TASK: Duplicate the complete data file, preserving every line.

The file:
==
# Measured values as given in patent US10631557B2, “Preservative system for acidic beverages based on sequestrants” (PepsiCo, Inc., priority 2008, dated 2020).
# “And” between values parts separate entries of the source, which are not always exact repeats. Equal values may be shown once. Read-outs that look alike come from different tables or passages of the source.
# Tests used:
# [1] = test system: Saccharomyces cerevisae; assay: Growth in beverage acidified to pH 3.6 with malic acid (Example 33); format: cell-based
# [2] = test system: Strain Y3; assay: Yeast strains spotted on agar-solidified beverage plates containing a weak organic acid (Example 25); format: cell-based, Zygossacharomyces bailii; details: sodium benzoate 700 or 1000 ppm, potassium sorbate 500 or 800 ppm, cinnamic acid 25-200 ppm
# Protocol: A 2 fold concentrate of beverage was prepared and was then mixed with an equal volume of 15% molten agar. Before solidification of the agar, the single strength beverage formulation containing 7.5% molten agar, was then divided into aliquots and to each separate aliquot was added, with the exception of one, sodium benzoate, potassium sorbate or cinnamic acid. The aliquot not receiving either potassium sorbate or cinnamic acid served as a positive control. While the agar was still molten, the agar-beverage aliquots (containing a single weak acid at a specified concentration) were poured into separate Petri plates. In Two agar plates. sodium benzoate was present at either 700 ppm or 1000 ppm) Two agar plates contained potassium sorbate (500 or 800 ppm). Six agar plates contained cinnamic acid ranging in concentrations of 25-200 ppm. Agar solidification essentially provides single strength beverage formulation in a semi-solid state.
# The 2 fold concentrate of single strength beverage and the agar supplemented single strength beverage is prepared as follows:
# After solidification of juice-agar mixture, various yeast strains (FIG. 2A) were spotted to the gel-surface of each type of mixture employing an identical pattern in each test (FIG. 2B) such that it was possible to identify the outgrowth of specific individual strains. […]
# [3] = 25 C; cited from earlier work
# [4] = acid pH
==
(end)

# Measured values as given in patent US10631557B2, “Preservative system for acidic beverages based on sequestrants” (PepsiCo, Inc., priority 2008, dated 2020).
# “And” between values parts separate entries of the source, which are not always exact repeats. Equal values may be shown once. Read-outs that look alike come from different tables or passages of the source.
# Tests used:
# [1] = test system: Saccharomyces cerevisae; assay: Growth in beverage acidified to pH 3.6 with malic acid (Example 33); format: cell-based
# [2] = test system: Strain Y3; assay: Yeast strains spotted on agar-solidified beverage plates containing a weak organic acid (Example 25); format: cell-based, Zygossacharomyces bailii; details: sodium benzoate 700 or 1000 ppm, potassium sorbate 500 or 800 ppm, cinnamic acid 25-200 ppm
# Protocol: A 2 fold concentrate of beverage was prepared and was then mixed with an equal volume of 15% molten agar. Before solidification of the agar, the single strength beverage formulation containing 7.5% molten agar, was then divided into aliquots and to each separate aliquot was added, with the exception of one, sodium benzoate, potassium sorbate or cinnamic acid. The aliquot not receiving either potassium sorbate or cinnamic acid served as a positive control. While the agar was still molten, the agar-beverage aliquots (containing a single weak acid at a specified concentration) were poured into separate Petri plates. In Two agar plates. sodium benzoate was present at either 700 ppm or 1000 ppm) Two agar plates contained potassium sorbate (500 or 800 ppm). Six agar plates contained cinnamic acid ranging in concentrations of 25-200 ppm. Agar solidification essentially provides single strength beverage formulation in a semi-solid state.
# The 2 fold concentrate of single strength beverage and the agar supplemented single strength beverage is prepared as follows:
# After solidification of juice-agar mixture, various yeast strains (FIG. 2A) were spotted to the gel-surface of each type of mixture employing an identical pattern in each test (FIG. 2B) such that it was possible to identify the outgrowth of specific individual strains. […]
# [3] = 25 C; cited from earlier work
# [4] = acid pH